We fitted species‐area curves to the power function and examined changes in the parameters to quantify changes in species richness of all plants together, trees only and non‐trees over five scales of magnitude (0.01 m2 to 400 m2) after a wildfire in the Linville Gorge Wilderness Area, North Carolina, USA.
Increases in species richness of all plants together occurred after the fire at all scales and increased in magnitude as scale increased. However, a lack of change in the slopes (z‐values) of species‐area curves indicates that proportional changes were independent of scale of observation below 400 m2. Changes in species richness were predominantly driven by immigration, which was significantly related to fire severity. Survival of species present pre‐fire was greater than local extinction, but neither was related to severity.
Species richness of trees increased at all scales but proportional increases were smaller at larger scales and slopes of species‐area curves decreased after the fire. Local seedling recruitment increased species richness at small scales, but low rates of immigration due to dispersal limitation in most species limited increases at larger scales.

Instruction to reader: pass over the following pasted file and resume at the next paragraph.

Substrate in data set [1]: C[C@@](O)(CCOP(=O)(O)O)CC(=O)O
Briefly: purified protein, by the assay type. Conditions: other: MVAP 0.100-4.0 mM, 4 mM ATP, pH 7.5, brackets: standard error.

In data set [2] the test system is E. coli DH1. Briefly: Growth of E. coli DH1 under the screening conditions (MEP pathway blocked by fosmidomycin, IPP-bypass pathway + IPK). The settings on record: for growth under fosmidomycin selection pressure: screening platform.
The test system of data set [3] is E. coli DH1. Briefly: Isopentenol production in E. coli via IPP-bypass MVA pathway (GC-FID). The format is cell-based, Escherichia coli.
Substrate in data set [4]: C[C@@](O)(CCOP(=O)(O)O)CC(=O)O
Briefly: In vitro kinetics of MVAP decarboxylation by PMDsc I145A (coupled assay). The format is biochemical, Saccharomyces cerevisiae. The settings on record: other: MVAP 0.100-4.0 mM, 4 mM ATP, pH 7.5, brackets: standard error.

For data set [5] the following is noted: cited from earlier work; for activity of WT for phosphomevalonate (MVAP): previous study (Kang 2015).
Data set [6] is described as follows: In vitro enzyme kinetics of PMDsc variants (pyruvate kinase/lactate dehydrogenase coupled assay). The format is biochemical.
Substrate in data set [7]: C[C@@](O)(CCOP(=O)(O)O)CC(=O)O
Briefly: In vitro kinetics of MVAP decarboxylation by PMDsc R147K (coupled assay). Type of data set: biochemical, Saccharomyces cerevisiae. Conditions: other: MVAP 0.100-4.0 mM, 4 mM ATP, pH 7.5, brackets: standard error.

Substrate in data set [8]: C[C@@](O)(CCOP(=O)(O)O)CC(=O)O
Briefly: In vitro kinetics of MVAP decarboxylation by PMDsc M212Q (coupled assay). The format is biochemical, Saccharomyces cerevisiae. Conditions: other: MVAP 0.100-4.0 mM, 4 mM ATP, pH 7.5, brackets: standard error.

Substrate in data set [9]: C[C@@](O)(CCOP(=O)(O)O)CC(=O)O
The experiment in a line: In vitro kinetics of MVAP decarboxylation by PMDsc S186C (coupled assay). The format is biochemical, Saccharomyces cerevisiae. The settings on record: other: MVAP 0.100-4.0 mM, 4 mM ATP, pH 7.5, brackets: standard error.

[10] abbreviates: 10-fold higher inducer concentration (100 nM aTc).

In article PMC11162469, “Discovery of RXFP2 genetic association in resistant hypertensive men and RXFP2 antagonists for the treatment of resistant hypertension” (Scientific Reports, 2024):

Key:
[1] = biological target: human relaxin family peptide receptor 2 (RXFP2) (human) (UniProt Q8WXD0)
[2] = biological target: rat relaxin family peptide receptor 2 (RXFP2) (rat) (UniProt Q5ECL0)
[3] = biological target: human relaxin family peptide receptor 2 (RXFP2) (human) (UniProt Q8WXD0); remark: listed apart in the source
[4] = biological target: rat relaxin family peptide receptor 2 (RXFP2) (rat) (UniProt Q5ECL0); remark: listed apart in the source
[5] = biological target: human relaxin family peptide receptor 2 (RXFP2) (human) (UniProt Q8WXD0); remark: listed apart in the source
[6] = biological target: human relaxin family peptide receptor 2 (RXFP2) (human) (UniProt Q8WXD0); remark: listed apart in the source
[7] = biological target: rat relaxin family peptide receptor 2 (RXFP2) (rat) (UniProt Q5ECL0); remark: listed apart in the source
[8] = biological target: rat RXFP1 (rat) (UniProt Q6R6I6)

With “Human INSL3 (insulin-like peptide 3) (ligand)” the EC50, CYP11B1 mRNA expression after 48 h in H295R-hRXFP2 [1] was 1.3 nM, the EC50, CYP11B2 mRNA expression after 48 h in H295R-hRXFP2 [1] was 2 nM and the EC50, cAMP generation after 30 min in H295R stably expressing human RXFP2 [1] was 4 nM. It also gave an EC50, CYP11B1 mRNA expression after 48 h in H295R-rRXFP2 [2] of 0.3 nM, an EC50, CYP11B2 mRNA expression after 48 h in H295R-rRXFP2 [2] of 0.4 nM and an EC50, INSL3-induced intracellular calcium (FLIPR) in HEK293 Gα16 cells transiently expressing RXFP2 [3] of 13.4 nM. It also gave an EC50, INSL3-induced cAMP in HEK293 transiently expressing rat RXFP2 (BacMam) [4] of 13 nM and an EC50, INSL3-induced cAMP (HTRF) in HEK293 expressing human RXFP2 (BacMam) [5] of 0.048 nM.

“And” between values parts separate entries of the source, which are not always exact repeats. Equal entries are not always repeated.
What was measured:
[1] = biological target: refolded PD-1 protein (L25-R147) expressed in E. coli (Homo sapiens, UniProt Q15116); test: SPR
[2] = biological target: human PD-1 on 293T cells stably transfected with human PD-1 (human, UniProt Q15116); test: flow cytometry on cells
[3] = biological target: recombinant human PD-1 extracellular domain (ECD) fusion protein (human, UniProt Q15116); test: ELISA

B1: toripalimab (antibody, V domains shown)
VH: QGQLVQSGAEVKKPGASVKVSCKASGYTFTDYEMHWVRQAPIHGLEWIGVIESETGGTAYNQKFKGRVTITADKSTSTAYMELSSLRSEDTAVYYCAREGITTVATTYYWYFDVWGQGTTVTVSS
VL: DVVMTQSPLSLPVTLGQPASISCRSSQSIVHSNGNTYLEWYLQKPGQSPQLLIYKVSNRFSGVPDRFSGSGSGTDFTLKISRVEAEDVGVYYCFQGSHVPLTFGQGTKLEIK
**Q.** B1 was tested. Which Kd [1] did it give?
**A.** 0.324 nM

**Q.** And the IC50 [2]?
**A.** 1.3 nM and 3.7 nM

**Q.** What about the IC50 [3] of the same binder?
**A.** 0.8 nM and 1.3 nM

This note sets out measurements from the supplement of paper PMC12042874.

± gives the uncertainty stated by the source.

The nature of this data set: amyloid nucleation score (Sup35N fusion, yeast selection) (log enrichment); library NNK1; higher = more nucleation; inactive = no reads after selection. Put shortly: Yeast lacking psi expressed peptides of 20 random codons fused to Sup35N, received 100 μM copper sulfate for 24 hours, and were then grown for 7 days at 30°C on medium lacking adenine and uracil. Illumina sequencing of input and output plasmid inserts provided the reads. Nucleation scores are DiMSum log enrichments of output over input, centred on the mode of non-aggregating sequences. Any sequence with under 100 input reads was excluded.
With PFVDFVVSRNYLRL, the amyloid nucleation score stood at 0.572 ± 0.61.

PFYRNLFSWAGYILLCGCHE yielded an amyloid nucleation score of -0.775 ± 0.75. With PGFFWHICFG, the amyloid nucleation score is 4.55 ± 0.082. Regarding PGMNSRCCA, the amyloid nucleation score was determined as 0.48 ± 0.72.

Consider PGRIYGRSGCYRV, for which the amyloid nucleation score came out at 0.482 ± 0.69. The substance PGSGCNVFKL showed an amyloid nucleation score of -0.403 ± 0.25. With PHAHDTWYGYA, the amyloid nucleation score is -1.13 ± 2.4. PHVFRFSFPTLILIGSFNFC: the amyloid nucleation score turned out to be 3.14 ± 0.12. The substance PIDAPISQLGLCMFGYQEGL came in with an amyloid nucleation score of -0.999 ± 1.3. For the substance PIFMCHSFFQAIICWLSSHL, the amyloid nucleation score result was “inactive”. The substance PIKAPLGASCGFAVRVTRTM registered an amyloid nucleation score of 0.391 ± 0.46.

Directional changes in species richness of non‐trees were not always consistent at fine scales but both absolute and relative changes were positive at scales ≥ 1 m2 and increased with increasing scale. Slopes of species‐area curves increased post‐fire because localized patterns of immigration within plots resulted in little mixing of species at small scales but large changes in species richness at larger scales.
Fire in the southern Appalachians increases plant species richness within local communities, but rates of species turnover and patterns of beta diversity are maintained by local recruitment of tree seedlings at small scales and immigration of herb, shrub and vine species at larger scales.
Although decreased levels of competition after disturbance promote species coexistence at small scales, changes in species richness at larger scales are determined by the degree that the local community is linked to the species pool of the surrounding landscape through processes related to dispersal, particularly mass effects.